The thing that I think is great about the Company of Heroes series is the sheer epicness of it. The war was so big. It's still so huge. In the new game, you're in the Panzer Division, and you're really in the Second World War, and that's pretty cool, I think. As far as I know, we don't usually get to go as far back in time as the American campaigns, but this is kind of my first time getting into the Third Reich, and seeing the German side, so I like that the series has expanded this far. Obviously, this is the middle, you know? If you look at the first two games, they're like dark ages. This is kind of getting into the Renaissance.
You can immediately see why they've done this. And it's clear that the transitions are simply done with graphics - lots of companies will just slap down a new map and a new flag, basically. Well, they're not going to waste the effort that they put into the first game on a straight-up sequel. The transition to the latest game feels seamless. This is valuable; it's hard to believe that Company of Heroes 2 was released all those years ago. In the first game, your strategy often relied less on the game itself as on your ability to out-think your opponent. If you had the right squad, all you needed was a pair of rangers with a couple of support vehicles. And that all worked pretty well. I wouldn't say they really tunneled it, but the creative decisions the game made, and the way it was put together, were certainly distinctive.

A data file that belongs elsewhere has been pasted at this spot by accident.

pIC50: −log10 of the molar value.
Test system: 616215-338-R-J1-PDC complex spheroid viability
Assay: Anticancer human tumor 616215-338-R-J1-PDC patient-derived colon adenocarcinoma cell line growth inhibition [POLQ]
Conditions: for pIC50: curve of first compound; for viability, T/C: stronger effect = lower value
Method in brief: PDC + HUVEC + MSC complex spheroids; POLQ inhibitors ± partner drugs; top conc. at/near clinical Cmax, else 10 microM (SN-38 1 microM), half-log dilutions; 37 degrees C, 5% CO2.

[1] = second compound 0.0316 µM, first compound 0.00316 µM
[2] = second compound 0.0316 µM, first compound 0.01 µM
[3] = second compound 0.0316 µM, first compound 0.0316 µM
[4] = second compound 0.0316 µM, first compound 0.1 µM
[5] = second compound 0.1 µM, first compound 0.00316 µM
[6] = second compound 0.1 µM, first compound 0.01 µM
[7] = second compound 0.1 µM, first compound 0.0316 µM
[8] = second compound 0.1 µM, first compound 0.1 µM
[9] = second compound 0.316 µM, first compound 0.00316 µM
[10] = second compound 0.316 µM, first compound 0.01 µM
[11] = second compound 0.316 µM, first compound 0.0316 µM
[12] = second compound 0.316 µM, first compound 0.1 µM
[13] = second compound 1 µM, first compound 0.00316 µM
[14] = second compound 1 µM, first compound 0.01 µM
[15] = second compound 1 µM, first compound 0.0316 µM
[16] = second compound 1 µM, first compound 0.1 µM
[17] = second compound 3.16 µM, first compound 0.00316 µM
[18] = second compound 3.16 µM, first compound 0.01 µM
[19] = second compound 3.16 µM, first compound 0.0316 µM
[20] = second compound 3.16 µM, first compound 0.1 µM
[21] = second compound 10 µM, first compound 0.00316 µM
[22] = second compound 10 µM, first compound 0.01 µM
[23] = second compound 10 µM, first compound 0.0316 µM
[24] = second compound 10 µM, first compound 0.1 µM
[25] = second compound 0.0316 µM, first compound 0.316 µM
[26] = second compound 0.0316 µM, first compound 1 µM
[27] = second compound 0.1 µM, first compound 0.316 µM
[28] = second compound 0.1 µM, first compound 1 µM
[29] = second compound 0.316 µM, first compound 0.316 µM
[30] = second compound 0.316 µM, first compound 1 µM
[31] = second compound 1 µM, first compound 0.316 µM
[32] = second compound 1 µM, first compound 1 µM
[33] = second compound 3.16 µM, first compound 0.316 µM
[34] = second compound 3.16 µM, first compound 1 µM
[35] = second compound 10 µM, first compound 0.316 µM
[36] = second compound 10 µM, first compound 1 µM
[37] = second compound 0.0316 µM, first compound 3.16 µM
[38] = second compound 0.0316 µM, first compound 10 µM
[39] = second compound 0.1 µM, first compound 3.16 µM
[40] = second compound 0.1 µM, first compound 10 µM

We're in the era of the mid-range shooter, and strategy games are growing in prestige, but in many ways, they're still being carried along by the legs of the underdog, and everybody wants to play in their own backyard. But your average gamer probably doesn't have the time or the urge to play that kind of game. We all understand that, but we understand that‘s not our audience. d2c66b5586